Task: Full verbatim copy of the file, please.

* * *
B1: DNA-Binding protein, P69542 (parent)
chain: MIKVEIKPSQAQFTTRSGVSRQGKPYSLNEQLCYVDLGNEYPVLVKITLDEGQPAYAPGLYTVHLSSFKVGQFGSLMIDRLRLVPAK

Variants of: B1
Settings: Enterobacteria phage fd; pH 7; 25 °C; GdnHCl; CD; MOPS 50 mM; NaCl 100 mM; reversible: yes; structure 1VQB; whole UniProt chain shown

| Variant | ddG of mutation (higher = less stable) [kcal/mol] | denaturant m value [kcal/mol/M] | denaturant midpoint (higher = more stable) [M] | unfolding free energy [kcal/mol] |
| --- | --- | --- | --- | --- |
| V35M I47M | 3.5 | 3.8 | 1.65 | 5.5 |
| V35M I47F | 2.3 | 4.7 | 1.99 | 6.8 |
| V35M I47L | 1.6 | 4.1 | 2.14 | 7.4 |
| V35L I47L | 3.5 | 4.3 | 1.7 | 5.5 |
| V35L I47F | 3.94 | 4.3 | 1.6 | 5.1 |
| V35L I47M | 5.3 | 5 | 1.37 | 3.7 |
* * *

B1: DNA-Binding protein, P69542 (parent)
chain: MIKVEIKPSQAQFTTRSGVSRQGKPYSLNEQLCYVDLGNEYPVLVKITLDEGQPAYAPGLYTVHLSSFKVGQFGSLMIDRLRLVPAK

Variants of: B1
Settings: Enterobacteria phage fd; pH 7; 25 °C; GdnHCl; CD; MOPS 50 mM; NaCl 100 mM; reversible: yes; structure 1VQB; whole UniProt chain shown

| Variant | ddG of mutation (higher = less stable) [kcal/mol] | denaturant m value [kcal/mol/M] | denaturant midpoint (higher = more stable) [M] | unfolding free energy [kcal/mol] |
| --- | --- | --- | --- | --- |
| V35M I47M | 3.5 | 3.8 | 1.65 | 5.5 |
| V35M I47F | 2.3 | 4.7 | 1.99 | 6.8 |
| V35M I47L | 1.6 | 4.1 | 2.14 | 7.4 |
| V35L I47L | 3.5 | 4.3 | 1.7 | 5.5 |
| V35L I47F | 3.94 | 4.3 | 1.6 | 5.1 |
| V35L I47M | 5.3 | 5 | 1.37 | 3.7 |